If you're seriously considering llamas/alpacas/goats, PM Lockwood - she is a WEALTH of information. :)
Apparently sheep are pretty easy to contain and hair sheep are even easier (no shearing as they shed). But sheep are very sensitive to copper so any mineral you have out would have to be copper-less which might be difficult for you. And it might be difficult to find hair sheep - at least it was for me...though it really depends on where you live.
As far as goats go, in my limited experience, it seems like the smaller the goats are, the more they want to escape.
My two "large" breed goats (well, one is a large breed, the other is "medium") have so far been very easy to contain. The "medium" is an Angora ,who are apparently traditionally very easy to contain. She's about the best goat I have ever met. Snuggly, loveable, follows "the rules", doesn't fuss, etc. She is 9, almost 10, though so I'm not sure how much is breed and how much is age.
The other goat is a LaMancha/Alpine mix and he is a wily creature (mostly, probably, hopefully, due to his age - 11 months old). He's always climbing things, fussing, trying to "help" me in the tack room, etc. He's not "bad" really, he's just into everything. However, he doesn't have any interest in going through fences. He sometimes thinks about it and he has gotten out once but after that time (and after, I think, realizing that his friends were still in) he hasn't gotten out/tried to get out -and he could easily get out- again. Also, his personality pretty much fits with a lot of what I have now read about the general personality of Alpine goats...so perhaps I should have done more research.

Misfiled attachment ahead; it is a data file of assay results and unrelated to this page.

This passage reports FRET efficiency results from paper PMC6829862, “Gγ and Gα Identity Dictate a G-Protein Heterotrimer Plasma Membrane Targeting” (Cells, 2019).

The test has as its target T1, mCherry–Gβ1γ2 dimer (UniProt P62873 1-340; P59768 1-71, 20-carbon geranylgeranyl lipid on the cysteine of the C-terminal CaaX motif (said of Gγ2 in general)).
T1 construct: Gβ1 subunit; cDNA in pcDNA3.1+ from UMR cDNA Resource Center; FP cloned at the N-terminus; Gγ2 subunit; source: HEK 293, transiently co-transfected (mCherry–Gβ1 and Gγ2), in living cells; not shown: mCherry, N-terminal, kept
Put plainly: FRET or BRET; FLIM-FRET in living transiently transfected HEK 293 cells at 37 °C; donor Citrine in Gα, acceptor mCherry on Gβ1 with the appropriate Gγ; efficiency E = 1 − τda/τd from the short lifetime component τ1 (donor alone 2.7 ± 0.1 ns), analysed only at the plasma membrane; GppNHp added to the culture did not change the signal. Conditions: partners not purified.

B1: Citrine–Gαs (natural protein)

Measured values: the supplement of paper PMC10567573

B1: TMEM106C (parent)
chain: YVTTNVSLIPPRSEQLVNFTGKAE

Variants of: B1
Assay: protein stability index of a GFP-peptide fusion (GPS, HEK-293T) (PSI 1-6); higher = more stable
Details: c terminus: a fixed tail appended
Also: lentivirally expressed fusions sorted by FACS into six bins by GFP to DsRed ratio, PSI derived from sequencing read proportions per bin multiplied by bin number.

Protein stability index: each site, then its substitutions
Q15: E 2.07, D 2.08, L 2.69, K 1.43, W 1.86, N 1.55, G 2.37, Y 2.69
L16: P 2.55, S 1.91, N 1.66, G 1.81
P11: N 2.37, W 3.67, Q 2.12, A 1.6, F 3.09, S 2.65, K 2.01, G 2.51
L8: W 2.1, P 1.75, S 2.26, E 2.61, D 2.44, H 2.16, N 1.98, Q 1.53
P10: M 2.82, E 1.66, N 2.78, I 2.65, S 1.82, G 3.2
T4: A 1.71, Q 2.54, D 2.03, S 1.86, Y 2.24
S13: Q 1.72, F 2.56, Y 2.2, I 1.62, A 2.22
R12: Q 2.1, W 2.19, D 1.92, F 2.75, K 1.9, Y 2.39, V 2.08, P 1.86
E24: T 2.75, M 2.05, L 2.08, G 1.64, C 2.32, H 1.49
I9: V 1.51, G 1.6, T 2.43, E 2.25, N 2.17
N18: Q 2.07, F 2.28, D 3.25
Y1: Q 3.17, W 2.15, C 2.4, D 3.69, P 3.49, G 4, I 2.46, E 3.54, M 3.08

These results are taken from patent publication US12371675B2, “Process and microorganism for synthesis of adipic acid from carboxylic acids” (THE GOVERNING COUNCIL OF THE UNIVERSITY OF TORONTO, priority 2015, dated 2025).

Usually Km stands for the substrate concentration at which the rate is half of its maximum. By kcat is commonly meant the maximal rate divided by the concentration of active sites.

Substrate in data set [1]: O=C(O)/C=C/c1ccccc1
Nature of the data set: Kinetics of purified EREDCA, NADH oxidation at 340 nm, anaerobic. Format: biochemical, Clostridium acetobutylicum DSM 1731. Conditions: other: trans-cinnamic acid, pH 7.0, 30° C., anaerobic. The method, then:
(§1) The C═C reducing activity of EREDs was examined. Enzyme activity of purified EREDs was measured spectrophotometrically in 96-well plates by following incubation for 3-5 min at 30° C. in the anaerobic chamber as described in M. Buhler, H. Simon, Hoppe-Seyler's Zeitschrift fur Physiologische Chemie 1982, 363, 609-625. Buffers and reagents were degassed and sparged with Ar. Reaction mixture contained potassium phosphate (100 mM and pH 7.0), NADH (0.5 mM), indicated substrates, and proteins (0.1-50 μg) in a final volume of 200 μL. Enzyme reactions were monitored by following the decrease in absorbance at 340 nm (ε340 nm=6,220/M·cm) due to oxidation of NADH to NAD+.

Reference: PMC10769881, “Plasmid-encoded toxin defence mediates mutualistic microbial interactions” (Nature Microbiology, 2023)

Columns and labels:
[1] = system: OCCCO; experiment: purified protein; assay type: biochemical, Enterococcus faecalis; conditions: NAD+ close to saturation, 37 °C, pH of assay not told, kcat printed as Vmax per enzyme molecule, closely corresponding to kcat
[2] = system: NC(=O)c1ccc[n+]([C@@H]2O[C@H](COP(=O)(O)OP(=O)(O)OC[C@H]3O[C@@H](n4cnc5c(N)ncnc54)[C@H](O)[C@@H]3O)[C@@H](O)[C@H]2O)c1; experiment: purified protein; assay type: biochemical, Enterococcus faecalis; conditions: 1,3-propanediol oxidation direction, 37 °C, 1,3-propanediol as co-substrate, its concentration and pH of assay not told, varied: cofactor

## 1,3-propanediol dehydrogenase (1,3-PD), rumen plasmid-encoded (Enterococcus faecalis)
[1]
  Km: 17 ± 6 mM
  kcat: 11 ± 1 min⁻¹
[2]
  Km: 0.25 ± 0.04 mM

The bummers about the Angora is that she needs to be sheared twice a year, she's somewhat of a "hard keeper", and she needs to be kept dry when it rains (she wears blankets). Otherwise, she is a really perfect goat. And really, those things are not that hard to deal with - I just feed her extra feed (the goats have a separate "goat area" that Lacey can't access), it's not hard to shear her with scissors or clippers, and I blanket Lacey when it rains anyway so I just blanket them at the same time.
I would love to have SO MANY MORE Angoras one day!
I have heard that cows can be hard on the ground (aka - MUDDY) and they can really lean on fences. However, I have no experience with cows so... haha
Llamas, Lacey used to live with a pair of llamas and they were great. They were semi-wild so that was sort of a downer (they would sometimes get in the way but there was no way to really contain them without them freaking out) but otherwise they were very easy. They didn't eat a whole lot and they were pretty social/not mean.
They did/do have a very highly developed predator sense so it was sketchy trying to have a dog around them but I'm sure that a dog they saw everyday would be fine ("my" dog had a pretty keen prey drive so, even though he was totally under control, the llamas did not particularly like the way he looked at them